About the Author

Jordan Bayne is an award-winning filmmaker, thought leader, and founder of The Squad, a Web3-native studio and the originators of the Film3 movement. She also hosts the “Film3 OG and the Next Wave of Cinema” podcast.

"Images are so powerful. It shifts and shapes culture, shapes the way we think about ourselves. That’s why having different kinds of people creating these images is imperative." - Ava DuVernay

Much has been said about Film3, especially from a financing, marketing, and distribution point of view. And while it is true that Film3 is the innovation that traditional Hollywood needs, I believe there is another, far more profound impact that Film3 has on the world: representation.

Film3, at its core, is a visionary movement that champions self-sovereignty, creator-led communities as studios, intellectual property ownership, and direct-to-consumer/community distribution. This transformative approach creates lasting change, putting the creator first and centering on equity, fair compensation, and sustainability.


While decentralized technologies (like NFTs) are a part of Film3 at a functional level, it is the ideals that drive this movement.

Film3 empowers filmmakers and content creators to reclaim control of their work, freeing them from the constraints of traditional studio models. It thrives on the belief that the future of filmmaking lies in the hands of creators, supported by engaged communities, and united by a shared commitment to storytelling that is authentic, inclusive, and truly transformative. It’s a bold shift towards a more equitable, innovative, and artist-centric landscape in the world of cinema.

The film and television industry is a powerful platform for storytelling and cultural expression. Filmmaker Ava DuVernay's words resonate deeply, encapsulating the power of representation in shaping not only culture but also our perceptions of ourselves and others. In a world where images hold the sway to influence our beliefs and understanding, the significance of diverse voices and perspectives in creating these images cannot be overstated.

When individuals see themselves and their cultures reflected in film, it validates their identities and experiences, providing a profound sense of being seen and understood. This validation is especially vital for those who have historically lacked representation in other areas of society.

From the earliest days of human civilization, storytelling has been an essential part of our cultural tapestry. Stories educate, entertain, and preserve the heritage of societies. They provide a lens through which we make sense of the world, pass on values to future generations, and connect with one another on a profound level. Thus, the stories we tell and the images we project have a powerful impact on how different groups are perceived and treated.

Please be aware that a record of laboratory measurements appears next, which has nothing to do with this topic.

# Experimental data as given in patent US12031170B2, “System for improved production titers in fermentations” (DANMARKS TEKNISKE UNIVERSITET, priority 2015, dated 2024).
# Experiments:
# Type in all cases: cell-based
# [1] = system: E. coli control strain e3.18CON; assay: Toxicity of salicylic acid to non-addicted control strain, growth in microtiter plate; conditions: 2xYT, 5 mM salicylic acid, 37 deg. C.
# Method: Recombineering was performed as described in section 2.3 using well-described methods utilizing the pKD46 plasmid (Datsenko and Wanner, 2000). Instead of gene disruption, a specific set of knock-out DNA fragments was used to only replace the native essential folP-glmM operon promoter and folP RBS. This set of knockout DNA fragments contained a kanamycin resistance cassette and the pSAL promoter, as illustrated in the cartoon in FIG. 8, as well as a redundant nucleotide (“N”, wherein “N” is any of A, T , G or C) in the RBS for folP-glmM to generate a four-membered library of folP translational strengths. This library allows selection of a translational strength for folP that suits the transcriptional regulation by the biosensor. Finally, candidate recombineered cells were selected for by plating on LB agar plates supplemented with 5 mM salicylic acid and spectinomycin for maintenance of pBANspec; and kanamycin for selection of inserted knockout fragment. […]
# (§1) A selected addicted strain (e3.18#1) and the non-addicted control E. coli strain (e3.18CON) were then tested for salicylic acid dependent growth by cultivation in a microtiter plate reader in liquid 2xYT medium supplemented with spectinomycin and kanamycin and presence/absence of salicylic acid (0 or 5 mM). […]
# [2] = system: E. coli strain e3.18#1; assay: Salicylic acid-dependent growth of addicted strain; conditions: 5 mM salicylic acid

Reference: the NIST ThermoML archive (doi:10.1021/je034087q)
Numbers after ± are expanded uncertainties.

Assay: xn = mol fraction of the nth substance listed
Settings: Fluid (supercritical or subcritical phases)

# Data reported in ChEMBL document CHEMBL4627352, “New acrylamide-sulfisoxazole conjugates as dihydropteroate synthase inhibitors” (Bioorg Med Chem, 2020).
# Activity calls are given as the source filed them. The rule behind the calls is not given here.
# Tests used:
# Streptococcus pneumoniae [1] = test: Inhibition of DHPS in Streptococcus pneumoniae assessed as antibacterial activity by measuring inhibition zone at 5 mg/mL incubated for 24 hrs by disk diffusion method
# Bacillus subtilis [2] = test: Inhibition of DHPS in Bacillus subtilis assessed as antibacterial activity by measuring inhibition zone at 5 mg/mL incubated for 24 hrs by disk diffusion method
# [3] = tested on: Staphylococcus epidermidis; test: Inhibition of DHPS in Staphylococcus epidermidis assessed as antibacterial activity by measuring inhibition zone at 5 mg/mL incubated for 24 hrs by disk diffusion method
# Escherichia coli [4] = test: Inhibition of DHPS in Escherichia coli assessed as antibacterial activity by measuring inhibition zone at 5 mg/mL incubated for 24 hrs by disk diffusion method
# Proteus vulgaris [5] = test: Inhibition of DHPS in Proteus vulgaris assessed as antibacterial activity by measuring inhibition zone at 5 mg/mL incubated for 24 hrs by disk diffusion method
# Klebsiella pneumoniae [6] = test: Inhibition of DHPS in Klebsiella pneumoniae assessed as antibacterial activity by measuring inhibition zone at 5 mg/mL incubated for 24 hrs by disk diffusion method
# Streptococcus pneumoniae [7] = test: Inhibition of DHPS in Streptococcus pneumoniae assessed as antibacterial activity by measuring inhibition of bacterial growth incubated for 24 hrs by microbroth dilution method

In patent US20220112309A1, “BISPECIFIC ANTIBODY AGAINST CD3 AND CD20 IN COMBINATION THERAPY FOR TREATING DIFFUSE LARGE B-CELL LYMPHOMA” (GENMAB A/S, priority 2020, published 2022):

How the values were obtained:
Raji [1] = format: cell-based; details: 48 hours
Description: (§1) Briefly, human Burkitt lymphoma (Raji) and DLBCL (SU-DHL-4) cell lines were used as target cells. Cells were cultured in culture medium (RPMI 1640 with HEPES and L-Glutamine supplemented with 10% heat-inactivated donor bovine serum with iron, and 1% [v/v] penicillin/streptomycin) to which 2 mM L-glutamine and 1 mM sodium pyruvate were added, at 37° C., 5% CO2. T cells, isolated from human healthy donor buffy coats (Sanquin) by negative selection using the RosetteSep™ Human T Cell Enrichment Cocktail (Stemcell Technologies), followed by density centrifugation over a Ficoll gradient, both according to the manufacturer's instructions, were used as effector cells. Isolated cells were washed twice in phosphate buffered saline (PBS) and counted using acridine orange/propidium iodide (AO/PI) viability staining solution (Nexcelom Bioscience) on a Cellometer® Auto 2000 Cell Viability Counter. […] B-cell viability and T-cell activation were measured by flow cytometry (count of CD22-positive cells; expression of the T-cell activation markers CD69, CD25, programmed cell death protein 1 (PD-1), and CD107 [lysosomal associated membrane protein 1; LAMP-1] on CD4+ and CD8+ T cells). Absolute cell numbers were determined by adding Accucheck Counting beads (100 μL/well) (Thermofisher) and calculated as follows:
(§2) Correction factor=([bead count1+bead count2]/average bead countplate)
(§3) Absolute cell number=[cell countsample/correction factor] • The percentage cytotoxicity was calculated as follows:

Historically, traditional narratives and cultural representations have been dominated by a narrow range of voices and perspectives. Representation in storytelling is not merely about ensuring diversity on the screen; it is about challenging harmful stereotypes and promoting a more reflective understanding of the rich mosaic of human experiences.

This power to shape culture and influence perceptions is why having different kinds of people creating these images and telling stories of their own authentic cultural traditions is imperative. When marginalized and underrepresented groups are consistently portrayed in a negative or stereotypical way, it reinforces biases and justifies discrimination.

Conversely, when storytelling offers accurate and positive representations, it can challenge and dispel these harmful stereotypes, providing role models and heroes for those who have not seen themselves reflected positively before.

“Brokeback Mountain” gave us a glimpse of the humanity of gay cowboys, for example, while “The Woman King” set a precedent, giving us predominantly dark-skinned Black women and being directed by a Black woman, Gina Prince-Bythewood. And television’s Latino reboot of “One Day at a Time” vividly portrayed Latino families with accuracy. Representation matters.

The Woman King. Image: Sony Pictures

Film3 recognizes that the power of storytelling extends far beyond entertainment. It recognizes the profound importance of representation in storytelling and its potential to reshape our understanding of one another across races, religions, and cultures.

Storytelling is a fundamental means through which we connect with each other on a deeper level, fostering empathy, understanding, and a sense of community. Stories let us know we belong. Film3 empowers creators and audiences alike, reshaping the cinematic landscape by allowing creators to take control of their narratives, share their unique perspectives and lived cultural experiences, and provide profound witness to life to underserved communities.

It is here that the global impact of Film3 becomes evident. As diverse voices are celebrated rather than marginalized, authenticity flourishes—and harmful stereotypes begin to crumble. Film3 is not just changing the narrative of filmmaking; it is altering the course of our shared human experience, promoting cross-cultural understanding, which in the end has transformative power to change the world.

To quote the author Aisha Thomas, “Until society represents everyone, the questions will always be: ‘Where do I belong?’ [and] ‘Do I belong?’”


Film3 stands as a beacon of hope and empowerment, ushering in a new era where diverse voices and perspectives lead the way, ultimately fostering a more equitable and empathetic world. DuVernay's words echo through its transformative potential, where different kinds of people come together to create images that inspire change and reshape our shared human narrative.

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